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  • Anonymous

    Posted December 17, 2011

    highly recommended

    great read, exciting to follow Flagler through Florida. have recommended it to my florida friends and anyone else. Although I knew some information about how our east coast of florida was built up, most of this was new to me. If you read this and The Land Remembered you will get a great picture of central and east coast Florida

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  • Posted February 23, 2011

    Fascinating Tale from Floridas Past

    Being from the west coast, local history east of Nevada is hard to come by. This story is fascinating, and well told. I read the book start to finish over two days, using all spare time. Loved it.

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  • Anonymous

    Posted December 8, 2010

    Riveting Reading

    Having just visited St. Augustine, Florida, I was well aware of Henry Flager's ability to make dreams reality. The hotels and churches he built there are testament to that. But "Last Train to Paradise" lays claim to Flager's even grander dreams, dreams that put Ft. Lauderdale and Miami on the map as well as a coastal railroad to Key West. Impossible to imagine in this day and age due to understandable environmental concerns, Lee Standiford's riveting book explains how a determined, aged Flager made the impossible possible, even in light of personal tragedy and natural disasters. Standiford's coverage of the 1935 hurricane that put a final end to Flagler's dream rivals Erik Larson's "Isaac's Storm" in intensity. Standiford does justice to this amazing story. Highly recommended.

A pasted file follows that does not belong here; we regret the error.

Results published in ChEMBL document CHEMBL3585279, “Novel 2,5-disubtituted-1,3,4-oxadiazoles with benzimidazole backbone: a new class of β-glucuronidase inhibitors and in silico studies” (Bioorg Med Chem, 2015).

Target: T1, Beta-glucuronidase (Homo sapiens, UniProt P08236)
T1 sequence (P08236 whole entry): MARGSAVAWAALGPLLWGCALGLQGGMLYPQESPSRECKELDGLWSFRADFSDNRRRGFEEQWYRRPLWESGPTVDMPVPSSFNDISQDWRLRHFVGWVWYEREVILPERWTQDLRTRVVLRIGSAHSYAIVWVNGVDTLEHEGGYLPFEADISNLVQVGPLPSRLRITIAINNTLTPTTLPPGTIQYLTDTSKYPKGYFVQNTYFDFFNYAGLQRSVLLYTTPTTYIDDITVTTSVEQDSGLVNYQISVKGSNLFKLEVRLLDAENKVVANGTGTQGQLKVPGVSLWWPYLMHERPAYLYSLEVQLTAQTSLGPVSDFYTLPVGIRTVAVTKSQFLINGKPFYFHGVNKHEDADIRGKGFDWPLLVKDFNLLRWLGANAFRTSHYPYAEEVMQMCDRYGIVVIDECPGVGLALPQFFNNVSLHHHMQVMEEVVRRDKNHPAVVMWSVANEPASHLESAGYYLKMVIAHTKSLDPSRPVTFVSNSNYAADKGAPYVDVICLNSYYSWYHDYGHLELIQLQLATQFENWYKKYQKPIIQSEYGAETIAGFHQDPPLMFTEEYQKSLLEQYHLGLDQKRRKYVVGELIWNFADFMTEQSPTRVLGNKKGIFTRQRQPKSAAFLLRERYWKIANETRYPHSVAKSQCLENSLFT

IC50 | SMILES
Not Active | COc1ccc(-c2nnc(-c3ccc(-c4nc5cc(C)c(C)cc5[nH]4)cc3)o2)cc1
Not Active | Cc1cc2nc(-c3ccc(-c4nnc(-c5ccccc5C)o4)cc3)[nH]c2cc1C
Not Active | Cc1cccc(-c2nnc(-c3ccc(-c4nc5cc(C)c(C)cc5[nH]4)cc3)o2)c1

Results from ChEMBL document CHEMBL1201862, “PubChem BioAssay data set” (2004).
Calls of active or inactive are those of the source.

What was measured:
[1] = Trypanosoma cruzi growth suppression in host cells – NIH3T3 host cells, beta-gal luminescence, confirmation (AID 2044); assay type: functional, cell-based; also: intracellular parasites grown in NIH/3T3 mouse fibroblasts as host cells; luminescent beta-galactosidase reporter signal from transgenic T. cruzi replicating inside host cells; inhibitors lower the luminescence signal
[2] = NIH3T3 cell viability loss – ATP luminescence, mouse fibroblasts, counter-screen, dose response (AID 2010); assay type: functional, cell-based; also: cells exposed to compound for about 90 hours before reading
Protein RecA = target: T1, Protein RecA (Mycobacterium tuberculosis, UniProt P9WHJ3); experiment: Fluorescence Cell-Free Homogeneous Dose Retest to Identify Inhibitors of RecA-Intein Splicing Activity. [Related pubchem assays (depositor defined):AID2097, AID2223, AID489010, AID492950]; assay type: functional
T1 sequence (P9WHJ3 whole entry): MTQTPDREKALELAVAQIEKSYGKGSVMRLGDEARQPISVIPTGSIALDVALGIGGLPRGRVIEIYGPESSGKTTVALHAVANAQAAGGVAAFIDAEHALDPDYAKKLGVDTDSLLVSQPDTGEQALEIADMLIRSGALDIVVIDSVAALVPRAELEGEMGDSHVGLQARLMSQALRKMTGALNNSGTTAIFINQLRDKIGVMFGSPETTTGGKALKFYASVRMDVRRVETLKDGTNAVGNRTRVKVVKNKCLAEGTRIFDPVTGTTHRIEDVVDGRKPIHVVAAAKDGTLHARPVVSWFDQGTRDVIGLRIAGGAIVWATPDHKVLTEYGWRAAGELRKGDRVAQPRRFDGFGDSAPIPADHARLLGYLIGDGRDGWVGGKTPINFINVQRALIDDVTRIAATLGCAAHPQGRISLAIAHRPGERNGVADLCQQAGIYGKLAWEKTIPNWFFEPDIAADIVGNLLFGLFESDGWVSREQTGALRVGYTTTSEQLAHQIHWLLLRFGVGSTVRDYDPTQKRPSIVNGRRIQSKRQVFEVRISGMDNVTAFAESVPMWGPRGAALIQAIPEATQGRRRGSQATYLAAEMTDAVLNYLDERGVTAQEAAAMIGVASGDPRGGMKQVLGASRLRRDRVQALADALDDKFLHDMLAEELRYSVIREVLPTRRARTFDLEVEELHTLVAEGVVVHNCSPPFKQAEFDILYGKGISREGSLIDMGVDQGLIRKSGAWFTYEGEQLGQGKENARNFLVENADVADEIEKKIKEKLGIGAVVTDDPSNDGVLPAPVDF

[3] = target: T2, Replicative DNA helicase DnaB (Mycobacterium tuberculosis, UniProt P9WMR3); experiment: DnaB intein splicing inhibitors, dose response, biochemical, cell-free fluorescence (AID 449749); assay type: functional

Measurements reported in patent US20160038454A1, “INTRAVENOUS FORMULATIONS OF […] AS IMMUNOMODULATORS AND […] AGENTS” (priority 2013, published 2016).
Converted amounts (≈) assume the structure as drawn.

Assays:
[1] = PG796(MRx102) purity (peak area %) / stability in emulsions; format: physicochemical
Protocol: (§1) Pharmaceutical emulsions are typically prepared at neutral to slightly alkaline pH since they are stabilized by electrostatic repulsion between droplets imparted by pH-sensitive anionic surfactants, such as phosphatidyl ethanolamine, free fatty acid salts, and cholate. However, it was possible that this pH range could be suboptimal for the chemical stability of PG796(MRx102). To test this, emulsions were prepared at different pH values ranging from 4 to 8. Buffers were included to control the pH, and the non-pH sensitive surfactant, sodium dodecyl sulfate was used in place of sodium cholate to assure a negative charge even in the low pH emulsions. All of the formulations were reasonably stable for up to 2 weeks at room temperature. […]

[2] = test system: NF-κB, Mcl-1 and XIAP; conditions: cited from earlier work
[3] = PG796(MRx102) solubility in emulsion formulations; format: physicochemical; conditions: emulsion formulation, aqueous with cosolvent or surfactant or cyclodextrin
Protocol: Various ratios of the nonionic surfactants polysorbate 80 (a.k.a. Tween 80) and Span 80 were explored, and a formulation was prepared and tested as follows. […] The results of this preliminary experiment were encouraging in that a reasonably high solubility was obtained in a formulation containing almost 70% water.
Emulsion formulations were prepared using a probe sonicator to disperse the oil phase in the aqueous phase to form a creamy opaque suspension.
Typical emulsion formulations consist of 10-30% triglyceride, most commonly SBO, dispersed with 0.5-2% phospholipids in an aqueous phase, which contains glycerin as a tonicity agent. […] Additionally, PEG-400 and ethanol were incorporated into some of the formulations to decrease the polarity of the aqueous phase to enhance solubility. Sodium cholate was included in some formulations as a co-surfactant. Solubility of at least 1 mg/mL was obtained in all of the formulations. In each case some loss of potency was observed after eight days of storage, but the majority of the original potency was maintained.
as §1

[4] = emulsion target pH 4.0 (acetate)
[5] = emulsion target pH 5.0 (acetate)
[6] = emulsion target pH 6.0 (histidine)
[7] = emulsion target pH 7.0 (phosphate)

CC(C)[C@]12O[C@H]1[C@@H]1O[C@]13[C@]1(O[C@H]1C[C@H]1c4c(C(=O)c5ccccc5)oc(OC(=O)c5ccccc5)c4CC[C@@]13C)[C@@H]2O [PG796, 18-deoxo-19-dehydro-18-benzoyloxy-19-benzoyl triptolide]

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    Posted December 30, 2010

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    Posted June 11, 2011